Walter Legge (June 1, 1906 – March 22, 1979) remembered on the anniversary of his death
The legendary EMI producer left a still-unmatched legacy of classic recordings
Tuesday, March 22 marks the anniversary of the death of the record producer, impresario and journalist Walter Legge. To mark the occasion we revisit the obituary written by The Times critic and Gramophone contributor William Mann in April 1979. And as a reminder of his staggering contribution to the record catalogue, we precede it with a dozen of Legge’s finest productions for EMI, each one a gramophone classic.
Beethoven Fidelio Klemperer (EMI) Buy from Amazon
Mahler Symphony No 2 Klemperer (EMI) Buy from Amazon
Mozart Così fan tutte Böhm (EMI) Buy from Amazon
Mozart Die Zauberflöte Klemperer (EMI) Buy from Amazon
Puccini Tosca de Sabata (EMI) Buy from Amazon
R Strauss Der Rosenkavalier Karajan (EMI) Buy from Amazon
R Strauss Capriccio Sawallisch (EMI) Buy from Amazon
Verdi Requiem Giulini (EMI) Buy from Amazon
Verdi Falstaff Karajan (EMI) Buy from Amazon
I am sure that all readers of Gramophone are aware of our huge debt to the life and work of Walter Legge; hardly a month goes by without some testimony in these pages to his excellent, often pioneer, work in recording between the 1930s and 1970s. Many may also know of his unremitting insistence on superior standards of musical performance, outside as well as inside the recording studio, based on careful selection of performers and intensive, super-intelligent rehearsal. It affected concert life and the opera house, abroad as well as in the United Kingdom.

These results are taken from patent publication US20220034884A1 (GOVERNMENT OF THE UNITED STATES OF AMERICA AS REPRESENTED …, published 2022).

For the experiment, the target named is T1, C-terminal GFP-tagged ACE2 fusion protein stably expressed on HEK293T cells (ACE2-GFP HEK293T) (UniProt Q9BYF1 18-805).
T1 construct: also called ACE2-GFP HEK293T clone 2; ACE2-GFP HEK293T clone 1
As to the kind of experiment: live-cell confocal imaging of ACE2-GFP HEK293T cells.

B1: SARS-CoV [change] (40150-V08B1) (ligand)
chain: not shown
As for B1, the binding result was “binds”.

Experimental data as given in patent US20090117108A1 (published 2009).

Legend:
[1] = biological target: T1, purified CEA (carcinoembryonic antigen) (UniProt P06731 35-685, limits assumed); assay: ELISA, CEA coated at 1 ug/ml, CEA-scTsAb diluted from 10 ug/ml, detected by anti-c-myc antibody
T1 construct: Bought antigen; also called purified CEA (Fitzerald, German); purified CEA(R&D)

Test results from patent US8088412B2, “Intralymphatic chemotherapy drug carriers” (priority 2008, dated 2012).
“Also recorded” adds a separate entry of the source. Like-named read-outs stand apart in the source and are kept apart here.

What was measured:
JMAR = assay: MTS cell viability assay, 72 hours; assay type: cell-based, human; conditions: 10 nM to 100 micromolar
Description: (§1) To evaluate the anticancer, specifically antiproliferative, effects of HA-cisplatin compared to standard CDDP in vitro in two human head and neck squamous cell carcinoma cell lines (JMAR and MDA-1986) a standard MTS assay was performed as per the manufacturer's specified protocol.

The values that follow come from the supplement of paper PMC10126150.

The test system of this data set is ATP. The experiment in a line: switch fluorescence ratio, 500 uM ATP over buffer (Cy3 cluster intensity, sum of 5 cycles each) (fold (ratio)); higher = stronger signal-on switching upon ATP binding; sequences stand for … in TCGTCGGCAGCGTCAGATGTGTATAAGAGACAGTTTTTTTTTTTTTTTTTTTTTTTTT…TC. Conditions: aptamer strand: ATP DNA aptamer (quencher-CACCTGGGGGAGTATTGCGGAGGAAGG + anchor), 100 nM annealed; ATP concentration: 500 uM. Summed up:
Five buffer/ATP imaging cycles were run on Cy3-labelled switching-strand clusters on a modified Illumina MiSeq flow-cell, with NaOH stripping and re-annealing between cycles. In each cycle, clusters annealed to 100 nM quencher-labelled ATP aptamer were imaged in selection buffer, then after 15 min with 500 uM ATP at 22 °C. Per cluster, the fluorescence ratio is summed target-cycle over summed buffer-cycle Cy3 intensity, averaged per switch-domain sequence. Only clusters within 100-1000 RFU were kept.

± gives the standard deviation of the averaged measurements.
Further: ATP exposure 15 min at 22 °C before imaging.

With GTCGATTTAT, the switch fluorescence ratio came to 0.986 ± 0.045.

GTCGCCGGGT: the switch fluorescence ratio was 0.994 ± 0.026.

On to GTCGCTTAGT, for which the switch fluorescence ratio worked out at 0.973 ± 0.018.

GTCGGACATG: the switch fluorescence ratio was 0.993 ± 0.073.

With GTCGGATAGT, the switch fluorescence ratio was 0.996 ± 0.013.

He was not a conventionally trained musician: he did not play a musical instrument, nor compose or sing. Once, legend has it, he was persuaded to conduct an orchestra at a rehearsal, and the result was surprisingly disastrous. But as a musical coach he was nonpareil, able to realize the potential and artistic viewpoints of other musicians by his deep understanding of scores, and his feeling for the particular quality of each artist's musical personality. That, he was eventually to realize, represented his particular creative musicianship amid the musical life of his time. He fulfilled it to the hilt, for many years and in several musical areas.
Those who knew him and his work may first think of his wife Elisabeth Schwarzkopf, a good, even prominent, soprano in Germany and Austria before he met, artistically transformed, and married her, then continued to assist her in the perfection of the vocal art which, above all, most engaged his sympathies. Just as he metamorphosed Schwarzkopf from a good into a great singer, so he fulfilled the artistic potentialities of musicians as various as Ginette Neveu, Dennis Brain, Dinu Lipatti (they all died young, but artistically had been made immortal through Legge's musical inspiration), as well as Karajan, Christoff, Gobbi and many others.